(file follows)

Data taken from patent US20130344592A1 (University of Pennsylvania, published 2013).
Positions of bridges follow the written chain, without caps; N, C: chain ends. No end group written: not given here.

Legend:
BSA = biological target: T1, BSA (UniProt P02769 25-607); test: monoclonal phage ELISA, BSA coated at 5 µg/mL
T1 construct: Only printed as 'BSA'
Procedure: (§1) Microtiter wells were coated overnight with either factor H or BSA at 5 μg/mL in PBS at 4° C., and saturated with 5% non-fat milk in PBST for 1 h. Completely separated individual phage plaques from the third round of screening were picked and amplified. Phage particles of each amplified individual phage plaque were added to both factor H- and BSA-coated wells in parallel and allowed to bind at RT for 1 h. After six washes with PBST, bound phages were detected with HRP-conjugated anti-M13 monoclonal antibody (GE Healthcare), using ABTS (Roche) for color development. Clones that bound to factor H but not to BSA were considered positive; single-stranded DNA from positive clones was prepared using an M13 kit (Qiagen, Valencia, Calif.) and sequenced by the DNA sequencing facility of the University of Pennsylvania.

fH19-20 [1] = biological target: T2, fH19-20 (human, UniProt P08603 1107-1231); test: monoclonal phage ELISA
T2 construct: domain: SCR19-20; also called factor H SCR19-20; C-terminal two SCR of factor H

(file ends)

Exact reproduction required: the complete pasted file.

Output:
Data taken from patent US20130344592A1 (University of Pennsylvania, published 2013).
Positions of bridges follow the written chain, without caps; N, C: chain ends. No end group written: not given here.

Legend:
BSA = biological target: T1, BSA (UniProt P02769 25-607); test: monoclonal phage ELISA, BSA coated at 5 µg/mL
T1 construct: Only printed as 'BSA'
Procedure: (§1) Microtiter wells were coated overnight with either factor H or BSA at 5 μg/mL in PBS at 4° C., and saturated with 5% non-fat milk in PBST for 1 h. Completely separated individual phage plaques from the third round of screening were picked and amplified. Phage particles of each amplified individual phage plaque were added to both factor H- and BSA-coated wells in parallel and allowed to bind at RT for 1 h. After six washes with PBST, bound phages were detected with HRP-conjugated anti-M13 monoclonal antibody (GE Healthcare), using ABTS (Roche) for color development. Clones that bound to factor H but not to BSA were considered positive; single-stranded DNA from positive clones was prepared using an M13 kit (Qiagen, Valencia, Calif.) and sequenced by the DNA sequencing facility of the University of Pennsylvania.

fH19-20 [1] = biological target: T2, fH19-20 (human, UniProt P08603 1107-1231); test: monoclonal phage ELISA
T2 construct: domain: SCR19-20; also called factor H SCR19-20; C-terminal two SCR of factor H